more important than our silence
after the fall
too many empty cases
of blood to bury or burn
there will be no body left
to listen
and our labor
has become more important
than our silence.

Our labor has become
more important
than our silence.

Photo courtesy of seiu.org

This just in from the Irish government – NYC, make St. Patrick’s Day inclusive

From our b-listed blog:

On this, the 250th St. Patrick’s Day in the United States, we look at the symbolism of the holiday and its tremendous significance in current debates around immigration and civil rights in America. While the inclusiveness of the parade has come a long way since it first started, this year the New York City parade received sharp criticism from the Irish government for its continued exclusion of LGBTQ groups. The Irish Foreign Minister, Eamon Gilmore, in a landmark meeting with gay rights leaders and groups at the Irish Consulate in New York, stated-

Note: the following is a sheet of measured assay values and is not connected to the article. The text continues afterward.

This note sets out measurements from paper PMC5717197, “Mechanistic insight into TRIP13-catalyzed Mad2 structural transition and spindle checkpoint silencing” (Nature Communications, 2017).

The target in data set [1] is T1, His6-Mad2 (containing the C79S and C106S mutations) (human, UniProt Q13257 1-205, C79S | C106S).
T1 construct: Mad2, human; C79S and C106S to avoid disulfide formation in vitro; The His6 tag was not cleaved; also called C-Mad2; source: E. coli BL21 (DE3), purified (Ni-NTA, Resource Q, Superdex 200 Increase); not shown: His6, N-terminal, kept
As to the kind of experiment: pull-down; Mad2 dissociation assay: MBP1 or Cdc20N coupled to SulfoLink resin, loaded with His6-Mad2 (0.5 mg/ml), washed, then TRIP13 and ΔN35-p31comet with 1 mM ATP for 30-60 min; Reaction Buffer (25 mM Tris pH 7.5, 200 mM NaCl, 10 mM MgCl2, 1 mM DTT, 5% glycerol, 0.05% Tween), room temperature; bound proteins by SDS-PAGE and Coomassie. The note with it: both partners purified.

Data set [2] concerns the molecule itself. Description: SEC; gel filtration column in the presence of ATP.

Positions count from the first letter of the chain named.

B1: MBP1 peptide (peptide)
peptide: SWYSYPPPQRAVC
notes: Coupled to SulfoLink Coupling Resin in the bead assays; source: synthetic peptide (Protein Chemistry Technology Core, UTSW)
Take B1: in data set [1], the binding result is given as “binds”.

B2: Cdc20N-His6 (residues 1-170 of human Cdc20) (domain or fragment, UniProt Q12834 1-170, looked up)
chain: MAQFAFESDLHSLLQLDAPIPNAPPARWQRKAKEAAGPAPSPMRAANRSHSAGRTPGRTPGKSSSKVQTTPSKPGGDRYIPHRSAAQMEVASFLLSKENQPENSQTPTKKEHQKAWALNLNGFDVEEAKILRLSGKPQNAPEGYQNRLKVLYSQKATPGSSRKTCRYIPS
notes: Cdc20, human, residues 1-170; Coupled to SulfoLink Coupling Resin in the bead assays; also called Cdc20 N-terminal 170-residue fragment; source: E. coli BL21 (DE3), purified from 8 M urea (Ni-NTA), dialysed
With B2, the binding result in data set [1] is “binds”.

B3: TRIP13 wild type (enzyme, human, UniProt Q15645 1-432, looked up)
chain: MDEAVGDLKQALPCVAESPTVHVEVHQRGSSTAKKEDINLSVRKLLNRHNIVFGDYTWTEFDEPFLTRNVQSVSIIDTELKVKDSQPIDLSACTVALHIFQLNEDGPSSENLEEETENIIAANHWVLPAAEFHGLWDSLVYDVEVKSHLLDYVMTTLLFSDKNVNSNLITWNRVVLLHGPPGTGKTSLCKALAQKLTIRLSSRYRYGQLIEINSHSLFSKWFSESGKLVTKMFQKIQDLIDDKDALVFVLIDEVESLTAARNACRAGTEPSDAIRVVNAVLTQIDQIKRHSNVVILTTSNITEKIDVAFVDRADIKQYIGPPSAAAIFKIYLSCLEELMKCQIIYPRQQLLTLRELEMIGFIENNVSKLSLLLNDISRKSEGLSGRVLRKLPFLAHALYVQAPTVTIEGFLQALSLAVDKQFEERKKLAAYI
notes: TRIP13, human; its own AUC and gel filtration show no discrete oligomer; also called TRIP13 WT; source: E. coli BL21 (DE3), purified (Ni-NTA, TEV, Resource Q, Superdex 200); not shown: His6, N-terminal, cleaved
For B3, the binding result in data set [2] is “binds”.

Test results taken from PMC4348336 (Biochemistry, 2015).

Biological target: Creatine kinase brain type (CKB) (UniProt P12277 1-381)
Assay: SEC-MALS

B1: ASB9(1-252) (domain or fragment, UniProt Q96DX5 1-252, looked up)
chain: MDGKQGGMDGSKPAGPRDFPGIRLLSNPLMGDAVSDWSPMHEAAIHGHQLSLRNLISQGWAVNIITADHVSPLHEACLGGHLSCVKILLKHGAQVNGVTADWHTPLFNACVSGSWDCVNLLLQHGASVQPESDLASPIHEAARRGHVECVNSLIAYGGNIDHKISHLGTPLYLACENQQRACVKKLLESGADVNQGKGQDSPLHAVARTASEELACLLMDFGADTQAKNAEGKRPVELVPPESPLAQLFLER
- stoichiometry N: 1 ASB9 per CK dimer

What these parades are about is a celebration of Ireland and Irishness. I think they need to celebrate Ireland as it is, not as people imagine it. Equality is very much the center of who we are in our identity in Ireland.

This issue of exclusion is not Irish, let’s be clear about it. Exclusion is not an Irish thing. … I think that’s the message that needs to be driven home.

Gilmore was reacting to the open and continued exclusion of LGBTQ groups from participating in the parade in New York City, the world’s oldest civilian parade and the largest in the U.S. This follows another, perhaps even more blunt, reaction from the Irish government late last year when Irish President Mary McAleese turned down an invitation to be the grand marshal of New York City’s 2011 parade. This was reportedly connected to the same issue of LGBTQ exclusion. Several rights groups have openly criticized the city’s parade for promoting “hatred and intolerance,” shunning the stance of the parade’s organizers The Ancient Order of Hibernians that the event is a private, religious procession which justifies the absence of certain groups.